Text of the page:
The cuckoo clock shop housed another treasure. We talked for maybe forty minutes with it’s 84 year old owner, who was getting to grips with not just having recently sold the building, but also facing up that it was probably time to retire. We talked on a wide range of topics, this was one old dame still sharp as a tack. I’m glad we met her.


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The old gold diggings are worth a wander around.

After Omeo it was back on some back roads and then trails, heading for a bush camp. In the direction we wanted to go and off the beaten track for sure, but not too crazy.

Well, one big hill later and the ‘take me home’ warning light was back, with some erratic idling to go with it.

So for the second day in a row we scrapped our current plan and headed back to the safety of the bitumen. You feel deflated for sure, but that beats being stranded miles from anywhere with no phone reception. Trust me.

Anyway, this Plan B wasn’t so bad.

Just down from the bitumen road.

We saw a good half metre catfish merrily feasting in here in the morning.

Time to go and get this truck sorted out.

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The Festive Season, and a bit of a hiccup...

Victoria, Australia.

A bit of a detour, but we checked out the town of Lakes Entrance the next morning. The town is just another seaside fishing/tourist town, mind you the view of the inlet lakes on the drive in is pretty good.

I was keen to get a handle on this warning light issue. I bought a cheap scan tool but it didn’t work with my Toyota. A bit more googling and it seemed taking it to a main dealer might be the only option. Thursday, the week before Christmas...

The first dealer was booked out, but luckily there are more Toyota dealers than any other in ToyotalandAustralia, so we just tried our luck in the next town.

"I’ll get one of the boys to look after lunch, can you come back in half an hour?" of course we could. Ash (are all the good ones called that?) said we had a coolant temp sensor fault logged, no biggie, probably just the age of the vehicle. He spent about half an hour on our car while we waited in the lounge and could drink all the coffee and cans of soft drink we wanted. So they slugged us a massive $19.80. Total. The dealer I buy my parts from in Adelaide charges $147 an hour. Faith in humanity restored. Thank you Sale Toyota, Victoria.

I had a chuckle when the lady writing out the invoice is asking for a few details “do you have, an, errrm, postal address...?” we must look like bonifide travellers now I guess!

Starving by now, we grab some burgers and fries as a treat, and generally feel good about how we were treated and the fact Bertha will live to fight another day. We drive back down to the coast to grab a beachside campsite for the night.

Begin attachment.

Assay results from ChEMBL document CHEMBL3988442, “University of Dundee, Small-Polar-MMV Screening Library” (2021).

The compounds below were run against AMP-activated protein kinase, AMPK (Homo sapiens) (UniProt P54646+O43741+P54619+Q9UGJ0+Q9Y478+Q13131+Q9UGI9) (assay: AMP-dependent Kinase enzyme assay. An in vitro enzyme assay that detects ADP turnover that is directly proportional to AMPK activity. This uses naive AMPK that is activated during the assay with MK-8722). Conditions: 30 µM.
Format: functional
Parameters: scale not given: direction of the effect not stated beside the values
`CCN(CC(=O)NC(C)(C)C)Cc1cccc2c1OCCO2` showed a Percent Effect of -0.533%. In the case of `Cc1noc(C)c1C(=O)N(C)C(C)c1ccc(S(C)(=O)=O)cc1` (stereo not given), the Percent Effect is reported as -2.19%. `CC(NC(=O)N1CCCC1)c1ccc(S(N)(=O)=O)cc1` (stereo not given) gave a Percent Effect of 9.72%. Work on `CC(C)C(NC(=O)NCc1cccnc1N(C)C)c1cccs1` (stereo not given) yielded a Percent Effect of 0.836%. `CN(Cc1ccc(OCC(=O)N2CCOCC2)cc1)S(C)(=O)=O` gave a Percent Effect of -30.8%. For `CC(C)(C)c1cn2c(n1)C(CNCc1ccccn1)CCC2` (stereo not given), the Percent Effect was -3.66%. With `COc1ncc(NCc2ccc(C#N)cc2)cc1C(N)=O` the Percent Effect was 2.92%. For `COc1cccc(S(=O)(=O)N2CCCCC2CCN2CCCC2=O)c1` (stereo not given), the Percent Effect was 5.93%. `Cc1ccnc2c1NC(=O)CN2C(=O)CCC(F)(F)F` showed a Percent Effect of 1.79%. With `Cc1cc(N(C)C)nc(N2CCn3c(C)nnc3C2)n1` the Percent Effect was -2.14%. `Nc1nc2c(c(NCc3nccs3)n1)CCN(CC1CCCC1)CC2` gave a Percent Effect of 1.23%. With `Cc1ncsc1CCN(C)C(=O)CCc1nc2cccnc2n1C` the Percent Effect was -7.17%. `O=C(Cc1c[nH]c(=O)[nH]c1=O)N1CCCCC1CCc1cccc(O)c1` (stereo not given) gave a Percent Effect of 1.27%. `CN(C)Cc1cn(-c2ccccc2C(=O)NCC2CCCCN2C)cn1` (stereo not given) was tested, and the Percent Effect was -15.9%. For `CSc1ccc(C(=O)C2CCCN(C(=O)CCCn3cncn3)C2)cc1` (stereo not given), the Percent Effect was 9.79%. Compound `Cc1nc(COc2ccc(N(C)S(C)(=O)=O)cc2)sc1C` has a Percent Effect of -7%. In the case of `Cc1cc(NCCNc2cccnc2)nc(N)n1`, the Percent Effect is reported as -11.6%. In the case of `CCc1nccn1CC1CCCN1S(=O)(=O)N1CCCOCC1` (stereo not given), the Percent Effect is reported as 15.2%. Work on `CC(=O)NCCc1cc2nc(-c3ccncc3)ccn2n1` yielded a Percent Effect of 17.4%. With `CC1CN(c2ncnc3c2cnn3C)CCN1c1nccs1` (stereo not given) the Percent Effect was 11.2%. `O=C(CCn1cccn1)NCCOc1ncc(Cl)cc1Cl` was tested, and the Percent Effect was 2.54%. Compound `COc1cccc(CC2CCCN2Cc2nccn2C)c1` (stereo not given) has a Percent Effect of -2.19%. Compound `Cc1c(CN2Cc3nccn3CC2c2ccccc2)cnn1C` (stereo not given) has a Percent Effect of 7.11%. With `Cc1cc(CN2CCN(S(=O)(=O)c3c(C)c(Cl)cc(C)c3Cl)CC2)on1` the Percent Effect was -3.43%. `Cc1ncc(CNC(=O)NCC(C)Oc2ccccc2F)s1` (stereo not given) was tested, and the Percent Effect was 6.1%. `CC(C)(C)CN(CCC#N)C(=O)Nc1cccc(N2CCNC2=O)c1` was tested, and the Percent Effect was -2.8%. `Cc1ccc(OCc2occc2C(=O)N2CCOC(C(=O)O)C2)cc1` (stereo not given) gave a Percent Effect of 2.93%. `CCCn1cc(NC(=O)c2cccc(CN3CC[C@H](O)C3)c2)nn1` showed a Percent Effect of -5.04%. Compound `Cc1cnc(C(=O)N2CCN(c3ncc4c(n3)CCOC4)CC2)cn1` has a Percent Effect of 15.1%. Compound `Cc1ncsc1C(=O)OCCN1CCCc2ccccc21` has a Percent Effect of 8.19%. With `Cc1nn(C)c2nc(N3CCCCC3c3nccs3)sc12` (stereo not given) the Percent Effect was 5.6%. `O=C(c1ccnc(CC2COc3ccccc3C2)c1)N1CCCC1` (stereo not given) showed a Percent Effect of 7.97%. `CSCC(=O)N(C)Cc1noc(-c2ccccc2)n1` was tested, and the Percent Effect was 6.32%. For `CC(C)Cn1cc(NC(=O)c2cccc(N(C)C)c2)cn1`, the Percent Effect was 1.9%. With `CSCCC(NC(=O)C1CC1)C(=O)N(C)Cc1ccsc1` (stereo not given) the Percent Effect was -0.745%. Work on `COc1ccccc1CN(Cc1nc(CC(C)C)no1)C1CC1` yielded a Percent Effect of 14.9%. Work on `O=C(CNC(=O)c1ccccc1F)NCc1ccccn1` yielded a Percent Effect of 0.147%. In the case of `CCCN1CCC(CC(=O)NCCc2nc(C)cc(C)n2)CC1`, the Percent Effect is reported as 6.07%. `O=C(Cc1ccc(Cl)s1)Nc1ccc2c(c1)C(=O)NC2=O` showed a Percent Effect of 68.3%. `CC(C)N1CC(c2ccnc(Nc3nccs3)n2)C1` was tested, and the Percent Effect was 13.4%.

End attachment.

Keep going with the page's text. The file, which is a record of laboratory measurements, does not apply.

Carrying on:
Set up and having some early refreshments, a young lady comes over to ask if we can help rescue their car that is bogged in the sand.

MaxTraxs are my first go to recovery device, as they are the safest. However with the Caddy being so low it was difficult to get them properly under the wheels. Also the girl driving was spinning the wheels so hard I was worried about her melting all the studs off the tracks...

So... Old mate snatch strap to the rescue. With nowhere to attach a shackle to the Caddy I asked the driver if she had the screw in towing eye? Much rummaging inside later she proudly produced it "I'm really pleased I could find that!" she said "Me too!" I agreed.

Decent enough hole.

With the VW Caddy is out of its sandpit, and as they are thanking me I explain that only an hour or so ago some people were good to us, so it must be the day for it! Pay it forwards. The four backpackers invite us over to their camp later to sample their homemade spirits! Thinking that they were probably just being polite, and they wouldn't really want to hang around with a couple of old farts like us - we don’t - and then we don’t get any choice when they bowl over to our camp a few hours later to pour us some drinks to thank us anyway. All good, we shared some drinks and tales with them. After all, we are just like them - fifteen to twenty years later, which seems to work for everyone. Although I pass up on the joint I get offered multiple times "nah mate, those days are behind me" "but I can’t smoke anymore..." says the very stoned Estonian chap "sorry man, I can’t help you out, give it to someone else" pretty funny.